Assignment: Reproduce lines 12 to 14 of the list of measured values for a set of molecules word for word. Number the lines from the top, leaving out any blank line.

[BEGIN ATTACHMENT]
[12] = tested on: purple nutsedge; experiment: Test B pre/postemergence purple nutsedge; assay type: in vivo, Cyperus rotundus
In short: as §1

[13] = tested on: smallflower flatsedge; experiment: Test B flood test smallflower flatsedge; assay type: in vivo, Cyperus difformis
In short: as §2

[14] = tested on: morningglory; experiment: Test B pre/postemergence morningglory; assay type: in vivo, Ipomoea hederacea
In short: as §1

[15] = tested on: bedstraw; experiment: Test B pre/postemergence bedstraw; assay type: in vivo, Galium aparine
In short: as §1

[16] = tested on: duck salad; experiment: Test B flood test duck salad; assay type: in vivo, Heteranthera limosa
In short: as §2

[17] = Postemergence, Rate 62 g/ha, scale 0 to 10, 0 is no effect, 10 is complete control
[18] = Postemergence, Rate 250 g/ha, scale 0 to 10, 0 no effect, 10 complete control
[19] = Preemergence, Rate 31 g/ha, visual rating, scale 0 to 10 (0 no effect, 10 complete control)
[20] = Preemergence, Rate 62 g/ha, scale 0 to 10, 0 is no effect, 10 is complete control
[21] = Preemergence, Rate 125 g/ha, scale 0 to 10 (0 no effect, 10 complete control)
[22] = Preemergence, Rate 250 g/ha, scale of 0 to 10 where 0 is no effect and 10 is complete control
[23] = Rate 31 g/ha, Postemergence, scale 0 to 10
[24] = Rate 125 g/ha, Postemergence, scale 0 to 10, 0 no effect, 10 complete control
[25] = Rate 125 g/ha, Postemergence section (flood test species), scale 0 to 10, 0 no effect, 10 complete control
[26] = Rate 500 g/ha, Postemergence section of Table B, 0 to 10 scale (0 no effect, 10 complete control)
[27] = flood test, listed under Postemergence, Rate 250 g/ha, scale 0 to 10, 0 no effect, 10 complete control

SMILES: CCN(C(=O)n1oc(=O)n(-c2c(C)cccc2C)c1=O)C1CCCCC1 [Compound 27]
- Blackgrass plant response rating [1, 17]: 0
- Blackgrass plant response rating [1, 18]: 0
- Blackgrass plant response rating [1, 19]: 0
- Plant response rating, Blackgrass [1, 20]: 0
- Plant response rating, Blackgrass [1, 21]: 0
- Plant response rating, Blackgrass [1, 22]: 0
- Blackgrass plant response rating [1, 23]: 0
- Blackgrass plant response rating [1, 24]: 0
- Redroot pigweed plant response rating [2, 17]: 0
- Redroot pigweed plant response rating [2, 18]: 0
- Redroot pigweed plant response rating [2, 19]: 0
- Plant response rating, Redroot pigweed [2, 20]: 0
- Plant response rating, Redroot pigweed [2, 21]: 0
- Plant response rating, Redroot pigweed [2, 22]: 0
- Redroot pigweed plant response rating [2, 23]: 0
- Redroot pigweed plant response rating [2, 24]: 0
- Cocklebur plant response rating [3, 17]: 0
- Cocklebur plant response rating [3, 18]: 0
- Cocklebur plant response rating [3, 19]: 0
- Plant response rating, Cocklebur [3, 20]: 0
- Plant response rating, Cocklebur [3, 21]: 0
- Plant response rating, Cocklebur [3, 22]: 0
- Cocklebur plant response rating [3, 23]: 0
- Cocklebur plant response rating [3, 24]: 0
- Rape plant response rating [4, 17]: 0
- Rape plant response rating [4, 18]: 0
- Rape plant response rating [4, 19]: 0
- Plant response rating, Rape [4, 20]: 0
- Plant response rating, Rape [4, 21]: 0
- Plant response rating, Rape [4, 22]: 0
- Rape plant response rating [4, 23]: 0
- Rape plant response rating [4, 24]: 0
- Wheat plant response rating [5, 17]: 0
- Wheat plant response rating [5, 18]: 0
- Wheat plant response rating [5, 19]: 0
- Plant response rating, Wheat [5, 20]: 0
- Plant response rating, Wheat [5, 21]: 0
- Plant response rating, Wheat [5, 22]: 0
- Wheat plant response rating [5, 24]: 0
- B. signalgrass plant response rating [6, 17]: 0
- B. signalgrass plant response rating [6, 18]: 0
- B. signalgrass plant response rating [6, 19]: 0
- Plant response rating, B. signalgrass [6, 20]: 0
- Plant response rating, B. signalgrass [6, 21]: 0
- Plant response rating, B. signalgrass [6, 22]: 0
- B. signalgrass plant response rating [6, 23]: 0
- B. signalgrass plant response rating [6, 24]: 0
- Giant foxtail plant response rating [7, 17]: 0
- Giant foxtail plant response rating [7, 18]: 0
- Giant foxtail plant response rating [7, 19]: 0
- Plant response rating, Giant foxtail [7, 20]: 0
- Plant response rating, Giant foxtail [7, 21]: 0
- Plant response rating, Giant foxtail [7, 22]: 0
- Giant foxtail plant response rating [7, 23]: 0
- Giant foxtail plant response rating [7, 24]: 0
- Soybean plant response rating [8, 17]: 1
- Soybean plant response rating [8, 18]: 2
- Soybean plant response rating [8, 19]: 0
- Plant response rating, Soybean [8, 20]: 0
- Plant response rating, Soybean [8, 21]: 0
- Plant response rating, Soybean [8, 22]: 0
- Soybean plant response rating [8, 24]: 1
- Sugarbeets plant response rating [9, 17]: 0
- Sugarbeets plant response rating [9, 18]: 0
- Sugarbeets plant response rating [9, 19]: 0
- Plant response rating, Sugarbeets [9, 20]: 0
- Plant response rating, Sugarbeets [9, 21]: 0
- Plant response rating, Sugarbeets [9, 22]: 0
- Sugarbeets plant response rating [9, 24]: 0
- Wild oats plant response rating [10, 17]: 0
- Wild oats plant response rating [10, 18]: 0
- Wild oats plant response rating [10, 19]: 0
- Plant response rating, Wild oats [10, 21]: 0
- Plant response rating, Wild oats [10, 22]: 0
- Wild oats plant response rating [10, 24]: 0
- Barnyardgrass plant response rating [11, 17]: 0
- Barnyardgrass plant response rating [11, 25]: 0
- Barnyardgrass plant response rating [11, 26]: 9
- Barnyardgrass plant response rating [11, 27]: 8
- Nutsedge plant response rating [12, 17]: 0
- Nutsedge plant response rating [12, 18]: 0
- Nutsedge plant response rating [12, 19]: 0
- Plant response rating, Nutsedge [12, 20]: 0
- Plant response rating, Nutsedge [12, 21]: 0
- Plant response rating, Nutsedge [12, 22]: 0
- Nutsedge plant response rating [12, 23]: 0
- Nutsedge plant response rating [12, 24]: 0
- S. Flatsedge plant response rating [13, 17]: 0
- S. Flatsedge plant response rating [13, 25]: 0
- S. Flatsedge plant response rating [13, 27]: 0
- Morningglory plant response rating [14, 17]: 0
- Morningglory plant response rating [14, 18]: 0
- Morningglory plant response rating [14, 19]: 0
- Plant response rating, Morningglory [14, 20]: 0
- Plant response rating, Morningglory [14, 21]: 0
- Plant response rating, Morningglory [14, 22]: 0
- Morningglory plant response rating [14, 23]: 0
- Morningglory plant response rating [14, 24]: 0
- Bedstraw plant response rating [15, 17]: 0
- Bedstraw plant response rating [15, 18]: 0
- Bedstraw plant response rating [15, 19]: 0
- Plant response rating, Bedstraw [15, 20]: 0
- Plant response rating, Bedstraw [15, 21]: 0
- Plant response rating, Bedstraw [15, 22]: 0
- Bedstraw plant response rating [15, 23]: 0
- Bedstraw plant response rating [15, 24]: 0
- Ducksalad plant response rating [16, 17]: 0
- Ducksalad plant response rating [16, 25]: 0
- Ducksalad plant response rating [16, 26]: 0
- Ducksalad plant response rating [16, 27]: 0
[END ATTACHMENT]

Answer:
[18] = Postemergence, Rate 250 g/ha, scale 0 to 10, 0 no effect, 10 complete control
[19] = Preemergence, Rate 31 g/ha, visual rating, scale 0 to 10 (0 no effect, 10 complete control)
[20] = Preemergence, Rate 62 g/ha, scale 0 to 10, 0 is no effect, 10 is complete control